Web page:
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Help needed testing on Solaris, Linux etc..

 
Richard Walter
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Hi fellow Java coders,
Well, I have coded my FBN application and tested it on NT platform but I have run into a problem. I do not own or know anybody who has a Solaris and/or Linux operating system that I can use to test my application
Anyone know how I can test my application? Virtual Machine?
All I want to test is the GUI Layout and re-sizing, as well as the saving and reading of some property files.
If you have access to these O/S�s with a JRE 1.3 or greater installed and would like to kindly but BRIEFLY test my application for me I would be most appreciative.
Thanks,
Rich
richard.walter@nrma.com.au
 
Gregory Garrison
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Why don't you repartition your drive or add a second drive, then install Linux as a second OS. Softquest has a very reliable partition manager. It won't harm your windows drive. There are also some free partition managers out there but I have not tried any myself, just Softquest's.
GG - SCJP2
[This message has been edited by Gregory Garrison (edited December 04, 2001).]
 
Mathew Kuruvilla
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I have RH Linux on my system. If there is not too much to test, I'll be happy to do it for you.
If there is no gui component to it, and the application is not too large then I can try testing it on Solaris SPARC. (I can remotely log on my old school's server).
I used PartitionMagic to partition my hard drive. I find that it was worth the money I paid.
 
Trevor Dunn
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I would not worry about it. In your design doc you have to say what platform you developed and tested it on. Just say windows. Thats all I did. I never tested on Linux or Solaris, etc. As long as you never used any operating specific calls I say you will be all right.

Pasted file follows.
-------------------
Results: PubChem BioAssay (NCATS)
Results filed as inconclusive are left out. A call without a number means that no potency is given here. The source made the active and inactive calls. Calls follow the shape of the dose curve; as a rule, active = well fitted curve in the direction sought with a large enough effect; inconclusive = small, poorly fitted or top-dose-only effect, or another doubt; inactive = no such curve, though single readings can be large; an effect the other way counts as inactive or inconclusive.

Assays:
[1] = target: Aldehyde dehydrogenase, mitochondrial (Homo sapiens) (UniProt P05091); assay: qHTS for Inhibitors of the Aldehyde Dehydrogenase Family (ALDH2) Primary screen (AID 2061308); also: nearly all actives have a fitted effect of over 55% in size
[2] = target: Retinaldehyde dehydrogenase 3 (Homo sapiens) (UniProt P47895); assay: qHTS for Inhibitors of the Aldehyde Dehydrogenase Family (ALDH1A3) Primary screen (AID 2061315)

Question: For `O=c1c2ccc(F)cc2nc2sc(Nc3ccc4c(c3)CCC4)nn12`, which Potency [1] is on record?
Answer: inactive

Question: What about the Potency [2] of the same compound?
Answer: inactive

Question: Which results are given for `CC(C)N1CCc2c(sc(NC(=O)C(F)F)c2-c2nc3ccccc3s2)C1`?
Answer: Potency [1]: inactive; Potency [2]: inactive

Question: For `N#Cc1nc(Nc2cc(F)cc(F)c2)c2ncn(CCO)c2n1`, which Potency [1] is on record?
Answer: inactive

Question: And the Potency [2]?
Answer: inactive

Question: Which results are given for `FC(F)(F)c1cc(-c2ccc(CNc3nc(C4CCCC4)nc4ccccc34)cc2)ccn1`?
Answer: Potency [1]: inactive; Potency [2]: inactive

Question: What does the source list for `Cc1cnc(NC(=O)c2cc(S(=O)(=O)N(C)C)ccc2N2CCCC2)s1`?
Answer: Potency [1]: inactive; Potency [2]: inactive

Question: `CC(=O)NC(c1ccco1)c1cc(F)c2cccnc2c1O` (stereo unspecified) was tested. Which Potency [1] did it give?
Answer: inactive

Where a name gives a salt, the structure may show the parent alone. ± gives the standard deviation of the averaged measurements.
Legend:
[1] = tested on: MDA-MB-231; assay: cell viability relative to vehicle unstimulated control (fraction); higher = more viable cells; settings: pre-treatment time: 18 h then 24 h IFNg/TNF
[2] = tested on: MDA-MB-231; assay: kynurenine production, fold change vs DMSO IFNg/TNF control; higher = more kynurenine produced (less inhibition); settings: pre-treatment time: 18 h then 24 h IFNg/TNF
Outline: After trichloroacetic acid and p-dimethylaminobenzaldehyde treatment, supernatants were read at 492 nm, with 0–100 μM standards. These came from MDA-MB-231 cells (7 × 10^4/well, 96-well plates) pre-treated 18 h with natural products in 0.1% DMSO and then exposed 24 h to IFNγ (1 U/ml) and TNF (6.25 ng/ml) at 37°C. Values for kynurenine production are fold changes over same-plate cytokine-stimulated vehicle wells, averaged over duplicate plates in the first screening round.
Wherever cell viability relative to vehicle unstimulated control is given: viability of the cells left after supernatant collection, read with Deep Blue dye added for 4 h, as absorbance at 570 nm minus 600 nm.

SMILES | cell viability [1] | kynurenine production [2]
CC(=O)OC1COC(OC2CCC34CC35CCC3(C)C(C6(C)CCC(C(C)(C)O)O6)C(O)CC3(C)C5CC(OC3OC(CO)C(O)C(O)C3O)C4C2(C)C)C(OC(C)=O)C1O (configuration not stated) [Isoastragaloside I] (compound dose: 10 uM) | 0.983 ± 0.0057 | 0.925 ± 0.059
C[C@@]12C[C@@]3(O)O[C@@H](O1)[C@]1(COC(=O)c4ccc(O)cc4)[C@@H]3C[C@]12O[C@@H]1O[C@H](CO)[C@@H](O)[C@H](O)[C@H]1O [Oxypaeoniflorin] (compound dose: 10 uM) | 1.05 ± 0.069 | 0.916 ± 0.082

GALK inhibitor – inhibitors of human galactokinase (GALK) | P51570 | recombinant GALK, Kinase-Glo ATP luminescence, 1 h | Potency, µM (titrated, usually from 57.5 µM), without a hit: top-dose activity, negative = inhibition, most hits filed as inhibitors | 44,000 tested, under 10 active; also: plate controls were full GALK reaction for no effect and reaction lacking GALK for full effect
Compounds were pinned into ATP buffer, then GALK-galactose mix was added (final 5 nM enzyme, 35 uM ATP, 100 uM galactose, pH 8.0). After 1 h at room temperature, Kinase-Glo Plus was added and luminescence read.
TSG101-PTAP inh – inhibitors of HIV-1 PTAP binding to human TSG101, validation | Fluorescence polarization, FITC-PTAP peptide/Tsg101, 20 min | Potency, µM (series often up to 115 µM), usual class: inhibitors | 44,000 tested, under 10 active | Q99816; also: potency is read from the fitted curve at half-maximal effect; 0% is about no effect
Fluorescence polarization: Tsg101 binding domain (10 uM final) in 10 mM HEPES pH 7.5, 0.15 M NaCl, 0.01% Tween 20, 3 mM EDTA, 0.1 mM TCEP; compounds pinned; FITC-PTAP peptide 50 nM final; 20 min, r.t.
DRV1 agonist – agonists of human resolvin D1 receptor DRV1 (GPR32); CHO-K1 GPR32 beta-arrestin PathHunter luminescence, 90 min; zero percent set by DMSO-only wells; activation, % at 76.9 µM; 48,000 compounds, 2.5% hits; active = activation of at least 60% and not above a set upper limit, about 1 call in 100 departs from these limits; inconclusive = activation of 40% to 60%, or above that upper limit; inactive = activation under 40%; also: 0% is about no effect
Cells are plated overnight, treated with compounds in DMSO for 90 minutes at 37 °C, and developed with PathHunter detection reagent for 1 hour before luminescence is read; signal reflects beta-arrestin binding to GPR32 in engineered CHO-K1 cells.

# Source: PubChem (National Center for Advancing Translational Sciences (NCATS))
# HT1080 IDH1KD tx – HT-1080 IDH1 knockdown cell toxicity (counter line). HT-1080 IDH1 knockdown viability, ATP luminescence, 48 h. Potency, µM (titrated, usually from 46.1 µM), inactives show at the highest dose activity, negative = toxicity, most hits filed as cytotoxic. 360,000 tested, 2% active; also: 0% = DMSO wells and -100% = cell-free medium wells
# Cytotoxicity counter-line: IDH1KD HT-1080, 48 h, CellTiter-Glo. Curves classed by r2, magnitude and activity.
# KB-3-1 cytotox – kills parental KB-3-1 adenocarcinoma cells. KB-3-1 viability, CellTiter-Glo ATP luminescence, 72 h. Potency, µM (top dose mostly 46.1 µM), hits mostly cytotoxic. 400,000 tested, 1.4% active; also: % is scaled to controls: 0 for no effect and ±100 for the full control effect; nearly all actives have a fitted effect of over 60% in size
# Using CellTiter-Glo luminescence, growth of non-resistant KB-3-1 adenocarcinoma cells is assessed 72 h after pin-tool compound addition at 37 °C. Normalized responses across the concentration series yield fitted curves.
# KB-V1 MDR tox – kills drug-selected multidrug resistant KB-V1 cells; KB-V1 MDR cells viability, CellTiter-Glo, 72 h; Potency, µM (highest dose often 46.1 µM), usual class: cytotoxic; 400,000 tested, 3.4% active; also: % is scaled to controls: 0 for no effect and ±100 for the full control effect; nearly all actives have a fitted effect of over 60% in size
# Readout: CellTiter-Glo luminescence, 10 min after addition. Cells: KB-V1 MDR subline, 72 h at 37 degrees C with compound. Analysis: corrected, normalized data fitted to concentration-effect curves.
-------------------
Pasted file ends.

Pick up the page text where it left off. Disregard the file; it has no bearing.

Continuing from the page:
However if you can test it on this platforms then by all means do so.
Trevor
 
Matthew Comer
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Trevor,
I can't completely agree with your statement that all should be well cross-platform. One of the most problematic issues can be the GUI, and how it behaves on various platforms. Swing, with it's lightweight all-Java implementation, does much better than the AWT. However, you can still have problems with component layout and resizing issues from one platform to the next. This can be a real beeyatch to solve as well...
Matt
 
Trevor Dunn
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Matthew
I did not mean that all should be fine between multiple platforms. I am aware of the GUI limitations etc. What I meant was that Sun can not expect everybody to have access to multiple platforms to test their project on. I guess this is why they ask you to to place in your design document what platform you developed the project on. This is more than likely because they will test it on that platform. I can not imagine them docking marks because the GUI looked foolish on a Solaris box when you developed it on an Windows machine.
In my own experience I developed the application on a Windows 2000 machine and submitted and never tested it on any other platform.
Trevor
 
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